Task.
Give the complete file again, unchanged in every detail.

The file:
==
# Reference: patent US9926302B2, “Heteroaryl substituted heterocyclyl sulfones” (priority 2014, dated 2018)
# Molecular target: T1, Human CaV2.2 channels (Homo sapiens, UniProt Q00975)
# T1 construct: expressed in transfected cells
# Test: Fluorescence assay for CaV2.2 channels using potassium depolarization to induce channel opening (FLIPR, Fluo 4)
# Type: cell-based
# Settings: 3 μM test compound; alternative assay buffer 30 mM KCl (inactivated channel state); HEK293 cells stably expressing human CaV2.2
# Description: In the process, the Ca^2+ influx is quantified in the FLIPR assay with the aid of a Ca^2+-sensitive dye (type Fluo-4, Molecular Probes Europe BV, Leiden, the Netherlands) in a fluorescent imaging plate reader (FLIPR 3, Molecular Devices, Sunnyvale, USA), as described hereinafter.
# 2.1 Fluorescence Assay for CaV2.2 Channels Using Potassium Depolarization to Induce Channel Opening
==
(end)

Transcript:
# Reference: patent US9926302B2, “Heteroaryl substituted heterocyclyl sulfones” (priority 2014, dated 2018)
# Molecular target: T1, Human CaV2.2 channels (Homo sapiens, UniProt Q00975)
# T1 construct: expressed in transfected cells
# Test: Fluorescence assay for CaV2.2 channels using potassium depolarization to induce channel opening (FLIPR, Fluo 4)
# Type: cell-based
# Settings: 3 μM test compound; alternative assay buffer 30 mM KCl (inactivated channel state); HEK293 cells stably expressing human CaV2.2
# Description: In the process, the Ca^2+ influx is quantified in the FLIPR assay with the aid of a Ca^2+-sensitive dye (type Fluo-4, Molecular Probes Europe BV, Leiden, the Netherlands) in a fluorescent imaging plate reader (FLIPR 3, Molecular Devices, Sunnyvale, USA), as described hereinafter.
# 2.1 Fluorescence Assay for CaV2.2 Channels Using Potassium Depolarization to Induce Channel Opening